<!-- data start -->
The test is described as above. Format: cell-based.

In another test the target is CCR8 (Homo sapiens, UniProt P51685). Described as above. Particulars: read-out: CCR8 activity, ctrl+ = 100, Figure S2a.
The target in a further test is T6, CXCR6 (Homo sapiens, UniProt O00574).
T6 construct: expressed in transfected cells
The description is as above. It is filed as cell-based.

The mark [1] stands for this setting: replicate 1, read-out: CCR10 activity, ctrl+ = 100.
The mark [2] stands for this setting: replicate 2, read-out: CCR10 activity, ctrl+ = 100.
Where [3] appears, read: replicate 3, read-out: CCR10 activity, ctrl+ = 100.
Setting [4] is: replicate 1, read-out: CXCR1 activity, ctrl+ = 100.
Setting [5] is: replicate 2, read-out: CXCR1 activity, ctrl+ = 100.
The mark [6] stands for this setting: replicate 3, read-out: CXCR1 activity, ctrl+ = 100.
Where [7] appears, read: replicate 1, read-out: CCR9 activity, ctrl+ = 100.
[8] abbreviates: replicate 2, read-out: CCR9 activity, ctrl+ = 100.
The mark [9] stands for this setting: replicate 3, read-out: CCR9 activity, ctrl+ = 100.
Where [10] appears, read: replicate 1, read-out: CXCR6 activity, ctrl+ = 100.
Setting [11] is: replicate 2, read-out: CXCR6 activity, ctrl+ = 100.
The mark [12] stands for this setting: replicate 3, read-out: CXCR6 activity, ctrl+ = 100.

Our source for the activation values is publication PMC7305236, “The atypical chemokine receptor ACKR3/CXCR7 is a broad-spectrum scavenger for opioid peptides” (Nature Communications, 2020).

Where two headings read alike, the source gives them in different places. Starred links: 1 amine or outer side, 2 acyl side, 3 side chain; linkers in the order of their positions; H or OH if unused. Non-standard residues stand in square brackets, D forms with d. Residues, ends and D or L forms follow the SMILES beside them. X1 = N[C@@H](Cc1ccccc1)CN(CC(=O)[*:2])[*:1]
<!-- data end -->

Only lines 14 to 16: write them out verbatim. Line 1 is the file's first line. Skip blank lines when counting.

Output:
The mark [9] stands for this setting: replicate 3, read-out: CCR9 activity, ctrl+ = 100.
Where [10] appears, read: replicate 1, read-out: CXCR6 activity, ctrl+ = 100.
Setting [11] is: replicate 2, read-out: CXCR6 activity, ctrl+ = 100.